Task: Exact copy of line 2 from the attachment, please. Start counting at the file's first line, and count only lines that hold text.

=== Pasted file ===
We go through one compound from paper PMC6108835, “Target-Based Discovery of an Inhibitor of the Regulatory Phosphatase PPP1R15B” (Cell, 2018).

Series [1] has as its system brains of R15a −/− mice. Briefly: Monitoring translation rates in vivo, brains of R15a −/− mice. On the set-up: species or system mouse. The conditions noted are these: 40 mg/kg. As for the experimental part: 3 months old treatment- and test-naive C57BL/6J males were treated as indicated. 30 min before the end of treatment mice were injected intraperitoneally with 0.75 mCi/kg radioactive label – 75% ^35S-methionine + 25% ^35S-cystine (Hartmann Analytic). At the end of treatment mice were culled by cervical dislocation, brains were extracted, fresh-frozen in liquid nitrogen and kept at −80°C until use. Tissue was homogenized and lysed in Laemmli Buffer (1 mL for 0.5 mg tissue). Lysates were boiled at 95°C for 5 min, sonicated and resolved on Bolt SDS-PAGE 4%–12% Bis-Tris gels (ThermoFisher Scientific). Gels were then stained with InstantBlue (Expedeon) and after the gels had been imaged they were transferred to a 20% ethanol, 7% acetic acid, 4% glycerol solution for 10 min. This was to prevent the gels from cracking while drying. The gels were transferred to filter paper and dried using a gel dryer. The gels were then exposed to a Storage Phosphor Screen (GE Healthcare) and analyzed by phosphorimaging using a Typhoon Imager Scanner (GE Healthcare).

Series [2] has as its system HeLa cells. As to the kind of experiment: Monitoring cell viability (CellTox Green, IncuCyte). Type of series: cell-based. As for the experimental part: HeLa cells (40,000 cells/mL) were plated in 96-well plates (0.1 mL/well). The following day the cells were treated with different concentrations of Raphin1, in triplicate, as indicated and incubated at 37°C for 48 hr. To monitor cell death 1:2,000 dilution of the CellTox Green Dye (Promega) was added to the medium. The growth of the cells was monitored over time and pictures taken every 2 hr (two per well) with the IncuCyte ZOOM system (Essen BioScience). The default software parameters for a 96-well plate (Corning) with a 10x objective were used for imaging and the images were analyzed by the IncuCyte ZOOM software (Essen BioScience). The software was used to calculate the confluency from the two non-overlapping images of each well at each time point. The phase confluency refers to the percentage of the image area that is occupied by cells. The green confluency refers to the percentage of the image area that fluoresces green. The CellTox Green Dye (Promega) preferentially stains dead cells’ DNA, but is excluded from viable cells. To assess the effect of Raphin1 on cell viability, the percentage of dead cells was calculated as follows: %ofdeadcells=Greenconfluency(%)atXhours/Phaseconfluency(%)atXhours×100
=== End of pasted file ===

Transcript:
Series [1] has as its system brains of R15a −/− mice. Briefly: Monitoring translation rates in vivo, brains of R15a −/− mice. On the set-up: species or system mouse. The conditions noted are these: 40 mg/kg. As for the experimental part: 3 months old treatment- and test-naive C57BL/6J males were treated as indicated. 30 min before the end of treatment mice were injected intraperitoneally with 0.75 mCi/kg radioactive label – 75% ^35S-methionine + 25% ^35S-cystine (Hartmann Analytic). At the end of treatment mice were culled by cervical dislocation, brains were extracted, fresh-frozen in liquid nitrogen and kept at −80°C until use. Tissue was homogenized and lysed in Laemmli Buffer (1 mL for 0.5 mg tissue). Lysates were boiled at 95°C for 5 min, sonicated and resolved on Bolt SDS-PAGE 4%–12% Bis-Tris gels (ThermoFisher Scientific). Gels were then stained with InstantBlue (Expedeon) and after the gels had been imaged they were transferred to a 20% ethanol, 7% acetic acid, 4% glycerol solution for 10 min. This was to prevent the gels from cracking while drying. The gels were transferred to filter paper and dried using a gel dryer. The gels were then exposed to a Storage Phosphor Screen (GE Healthcare) and analyzed by phosphorimaging using a Typhoon Imager Scanner (GE Healthcare).